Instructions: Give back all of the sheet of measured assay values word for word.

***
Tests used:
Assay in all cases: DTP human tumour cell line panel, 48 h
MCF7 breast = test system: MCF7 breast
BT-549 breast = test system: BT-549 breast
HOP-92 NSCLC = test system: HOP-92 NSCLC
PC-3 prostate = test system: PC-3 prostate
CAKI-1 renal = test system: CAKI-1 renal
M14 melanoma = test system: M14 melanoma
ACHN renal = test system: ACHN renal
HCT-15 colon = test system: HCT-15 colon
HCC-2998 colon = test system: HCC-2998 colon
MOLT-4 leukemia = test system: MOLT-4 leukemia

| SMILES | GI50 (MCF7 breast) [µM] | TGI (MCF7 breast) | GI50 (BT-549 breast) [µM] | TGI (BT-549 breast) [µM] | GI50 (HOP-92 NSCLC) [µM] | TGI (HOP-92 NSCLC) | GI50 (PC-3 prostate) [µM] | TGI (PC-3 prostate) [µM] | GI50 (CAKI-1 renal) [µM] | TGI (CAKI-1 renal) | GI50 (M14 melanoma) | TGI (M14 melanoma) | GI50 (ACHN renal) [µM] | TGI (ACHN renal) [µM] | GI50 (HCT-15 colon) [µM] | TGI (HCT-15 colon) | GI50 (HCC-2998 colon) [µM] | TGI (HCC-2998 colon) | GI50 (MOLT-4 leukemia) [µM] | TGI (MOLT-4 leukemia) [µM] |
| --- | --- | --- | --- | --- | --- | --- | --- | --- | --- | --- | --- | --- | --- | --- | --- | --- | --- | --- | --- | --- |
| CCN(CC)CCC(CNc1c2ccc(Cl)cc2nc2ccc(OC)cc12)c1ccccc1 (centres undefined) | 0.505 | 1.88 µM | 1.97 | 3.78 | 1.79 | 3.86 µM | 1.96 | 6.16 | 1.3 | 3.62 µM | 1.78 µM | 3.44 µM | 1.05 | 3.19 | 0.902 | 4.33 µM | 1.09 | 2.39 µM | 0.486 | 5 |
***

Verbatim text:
Tests used:
Assay in all cases: DTP human tumour cell line panel, 48 h
MCF7 breast = test system: MCF7 breast
BT-549 breast = test system: BT-549 breast
HOP-92 NSCLC = test system: HOP-92 NSCLC
PC-3 prostate = test system: PC-3 prostate
CAKI-1 renal = test system: CAKI-1 renal
M14 melanoma = test system: M14 melanoma
ACHN renal = test system: ACHN renal
HCT-15 colon = test system: HCT-15 colon
HCC-2998 colon = test system: HCC-2998 colon
MOLT-4 leukemia = test system: MOLT-4 leukemia

| SMILES | GI50 (MCF7 breast) [µM] | TGI (MCF7 breast) | GI50 (BT-549 breast) [µM] | TGI (BT-549 breast) [µM] | GI50 (HOP-92 NSCLC) [µM] | TGI (HOP-92 NSCLC) | GI50 (PC-3 prostate) [µM] | TGI (PC-3 prostate) [µM] | GI50 (CAKI-1 renal) [µM] | TGI (CAKI-1 renal) | GI50 (M14 melanoma) | TGI (M14 melanoma) | GI50 (ACHN renal) [µM] | TGI (ACHN renal) [µM] | GI50 (HCT-15 colon) [µM] | TGI (HCT-15 colon) | GI50 (HCC-2998 colon) [µM] | TGI (HCC-2998 colon) | GI50 (MOLT-4 leukemia) [µM] | TGI (MOLT-4 leukemia) [µM] |
| --- | --- | --- | --- | --- | --- | --- | --- | --- | --- | --- | --- | --- | --- | --- | --- | --- | --- | --- | --- | --- |
| CCN(CC)CCC(CNc1c2ccc(Cl)cc2nc2ccc(OC)cc12)c1ccccc1 (centres undefined) | 0.505 | 1.88 µM | 1.97 | 3.78 | 1.79 | 3.86 µM | 1.96 | 6.16 | 1.3 | 3.62 µM | 1.78 µM | 3.44 µM | 1.05 | 3.19 | 0.902 | 4.33 µM | 1.09 | 2.39 µM | 0.486 | 5 |